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Guitar Essentials: Turn Rock Licks into Jazz Licks

Despite their vastly different musical approaches, rock licks are more similar to jazz licks than you might think.
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Most jazz styles revolve around the swing feel—a triplet-based interpretation of eighth-note rhythms. This bouncy feel is contrary to the even-eighth notes of traditional rock.

In swing jazz, though, although a tune’s lead sheet may appear to have a straight eighth-note melody, its upbeats—the “and” of each beat—are actually felt at a slightly later point than those of standard eighths like the first and last notes of triplets (counted “one-uh-let, two-uh-let, three-uh-let, four-uh-let”). Add an accent on each upbeat and play slightly behind the beat, and you’ll be on your way to swinging.

TURNING PENTATONIC BLUES AND ROCK LICKS INTO JAZZ LICKS

You can translate many pentatonic blues and rock licks into jazz licks simply by changing their feel and adjusting your technique.

For example, to tweak the G minor pentatonic (G-Bb-C-D-F) rock lick in FIGURE 1A into a bop line in FIGURE 1B, play with a jazzy tone, replace bends with slides and add a swing feel. Of key importance to this transformation is the replacement of the rock lick’s 1/4-step bend from Bb (3rd fret, 3rd string) with a legato slide to B (4th fret, 3rd string), the 3rd of the accompanying G7.

FIGURES 1A–B

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FIGURES 2A–D illustrate additional rock licks and their jazzy counterparts.

FIGURES 2A–D

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TECHNIQUE DOs and DON’Ts

As an addendum to the previous section, here’s an overview of the dos and don’ts of straight-ahead jazz playing.

Typically, jazz guitarists don’t bend their strings much. Don’t be afraid to do it, but note that in the work of top-notch stylists like Charlie Christian, Wes Montgomery and Joe Pass, bends are rare; slides are used in their place. In FIGURES 3A–D, time-honored blues and rock bends have been replaced with slides. Vibrato-inflected single notes are also uncommon in jazz guitar. If you hear this technique, it’s usually subtle with the pitch wavering no more than a half the result of side-to-side “violin-style” vibrato.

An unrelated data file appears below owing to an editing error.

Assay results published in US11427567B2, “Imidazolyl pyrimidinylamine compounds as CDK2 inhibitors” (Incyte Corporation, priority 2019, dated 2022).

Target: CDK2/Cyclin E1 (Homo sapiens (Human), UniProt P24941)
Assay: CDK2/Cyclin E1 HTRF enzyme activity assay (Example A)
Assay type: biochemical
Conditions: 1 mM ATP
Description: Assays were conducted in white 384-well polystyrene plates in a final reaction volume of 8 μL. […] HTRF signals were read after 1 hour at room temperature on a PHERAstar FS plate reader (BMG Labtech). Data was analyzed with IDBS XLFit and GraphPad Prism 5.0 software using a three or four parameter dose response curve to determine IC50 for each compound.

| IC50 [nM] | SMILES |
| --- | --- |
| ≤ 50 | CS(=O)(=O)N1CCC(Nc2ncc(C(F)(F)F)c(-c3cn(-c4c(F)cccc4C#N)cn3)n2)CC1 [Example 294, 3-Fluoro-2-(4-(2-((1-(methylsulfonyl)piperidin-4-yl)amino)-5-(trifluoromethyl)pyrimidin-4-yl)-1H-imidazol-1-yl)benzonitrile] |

FIGURES 3A–D

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On the contrary, other rock techniques translate to jazz quite nicely. Octaves can effectively thicken up a single-note line. FIGURES 4A–B compare a rock-flavored unison-bend line with a jazzy, octave-fueled variation. Try playing octaves by brushing your strings with the fleshy part of your pick hand’s thumb. Chords, too, are often strummed in this fashion, or plucked fingerstyle. Using economy or sweep picking for your arpeg­gios also gets a thumbs-up in jazz.

FIGURES 4A–B

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SIGNATURE LICKS OF JAZZ GUITAR GREATS FOR FURTHER STUDY

By studying the lines of jazz guitar greats, you’ll get an appreciation for the diversity of melodies that exist in ii–V territory. In addition, your vocabulary will grow by leaps and binds.

Charlie Christian, who rose to fame as a member of Benny Goodman’s band, was among the first jazz cats to cop horn lines on guitar. The “box” shape in FIGURE 5A

is home for many of Christian’s dominant licks, such as the one in FIGURE 5B.

FIGURE 5A

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FIGURE 5B

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Wes Montgomery, who got his professional start playing Christian’s solos note for note, used his thumb instead of a pick, as in FIGURE 6A.

Joe Pass upped the bar for technique with double-time lines (playing steady 16ths over a swing-8ths groove) like the ii–V7–i in FIGURE 6B.

FIGURES 6A–B

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Pat Martino specializes in chromatic approaches within the realm of Dorian [FIGURE 7A], and Pat Metheny possesses a unique legato touch [FIGURE 7B].

FIGURES 7A–B

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